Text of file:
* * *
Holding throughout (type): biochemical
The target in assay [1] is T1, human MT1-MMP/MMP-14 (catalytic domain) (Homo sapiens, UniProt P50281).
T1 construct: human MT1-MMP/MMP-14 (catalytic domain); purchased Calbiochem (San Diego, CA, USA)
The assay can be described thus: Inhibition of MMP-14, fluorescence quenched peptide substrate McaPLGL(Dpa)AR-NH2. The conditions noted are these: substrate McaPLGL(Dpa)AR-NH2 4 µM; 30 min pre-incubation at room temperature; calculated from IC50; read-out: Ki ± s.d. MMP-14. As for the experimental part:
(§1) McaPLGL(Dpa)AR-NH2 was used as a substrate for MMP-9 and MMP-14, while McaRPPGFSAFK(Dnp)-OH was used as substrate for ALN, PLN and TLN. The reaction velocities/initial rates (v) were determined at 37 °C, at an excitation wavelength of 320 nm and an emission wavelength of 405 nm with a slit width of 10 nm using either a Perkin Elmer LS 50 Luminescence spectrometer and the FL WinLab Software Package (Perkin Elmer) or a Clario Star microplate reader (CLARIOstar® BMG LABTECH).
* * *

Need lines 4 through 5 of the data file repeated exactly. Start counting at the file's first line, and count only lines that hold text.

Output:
The assay can be described thus: Inhibition of MMP-14, fluorescence quenched peptide substrate McaPLGL(Dpa)AR-NH2. The conditions noted are these: substrate McaPLGL(Dpa)AR-NH2 4 µM; 30 min pre-incubation at room temperature; calculated from IC50; read-out: Ki ± s.d. MMP-14. As for the experimental part:
(§1) McaPLGL(Dpa)AR-NH2 was used as a substrate for MMP-9 and MMP-14, while McaRPPGFSAFK(Dnp)-OH was used as substrate for ALN, PLN and TLN. The reaction velocities/initial rates (v) were determined at 37 °C, at an excitation wavelength of 320 nm and an emission wavelength of 405 nm with a slit width of 10 nm using either a Perkin Elmer LS 50 Luminescence spectrometer and the FL WinLab Software Package (Perkin Elmer) or a Clario Star microplate reader (CLARIOstar® BMG LABTECH).